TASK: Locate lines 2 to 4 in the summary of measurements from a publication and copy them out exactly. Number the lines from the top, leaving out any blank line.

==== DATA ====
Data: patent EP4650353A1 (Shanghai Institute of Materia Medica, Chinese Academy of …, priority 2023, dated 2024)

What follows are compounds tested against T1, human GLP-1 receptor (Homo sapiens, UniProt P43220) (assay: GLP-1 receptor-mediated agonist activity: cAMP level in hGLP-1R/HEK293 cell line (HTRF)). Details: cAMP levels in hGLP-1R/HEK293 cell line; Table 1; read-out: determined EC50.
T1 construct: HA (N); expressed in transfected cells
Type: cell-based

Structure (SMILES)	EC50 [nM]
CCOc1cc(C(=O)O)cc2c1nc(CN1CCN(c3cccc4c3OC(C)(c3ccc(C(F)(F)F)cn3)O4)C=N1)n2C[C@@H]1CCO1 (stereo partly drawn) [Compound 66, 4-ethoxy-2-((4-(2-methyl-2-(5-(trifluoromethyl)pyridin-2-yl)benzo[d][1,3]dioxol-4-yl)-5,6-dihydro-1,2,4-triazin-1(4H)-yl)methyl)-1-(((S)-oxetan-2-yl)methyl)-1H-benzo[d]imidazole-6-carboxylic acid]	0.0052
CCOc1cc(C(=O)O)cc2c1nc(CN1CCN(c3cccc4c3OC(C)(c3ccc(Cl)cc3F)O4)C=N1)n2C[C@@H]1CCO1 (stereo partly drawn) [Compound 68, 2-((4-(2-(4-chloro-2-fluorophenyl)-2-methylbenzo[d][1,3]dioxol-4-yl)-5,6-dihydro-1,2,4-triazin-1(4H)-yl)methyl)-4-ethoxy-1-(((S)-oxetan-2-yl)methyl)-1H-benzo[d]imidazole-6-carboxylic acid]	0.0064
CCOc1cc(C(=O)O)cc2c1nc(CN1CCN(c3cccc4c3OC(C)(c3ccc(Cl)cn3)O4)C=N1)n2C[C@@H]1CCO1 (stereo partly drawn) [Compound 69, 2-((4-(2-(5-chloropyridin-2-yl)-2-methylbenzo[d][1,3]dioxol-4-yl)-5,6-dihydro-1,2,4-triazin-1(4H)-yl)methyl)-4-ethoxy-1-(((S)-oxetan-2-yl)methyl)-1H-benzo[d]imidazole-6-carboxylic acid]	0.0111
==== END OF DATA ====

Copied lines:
What follows are compounds tested against T1, human GLP-1 receptor (Homo sapiens, UniProt P43220) (assay: GLP-1 receptor-mediated agonist activity: cAMP level in hGLP-1R/HEK293 cell line (HTRF)). Details: cAMP levels in hGLP-1R/HEK293 cell line; Table 1; read-out: determined EC50.
T1 construct: HA (N); expressed in transfected cells
Type: cell-based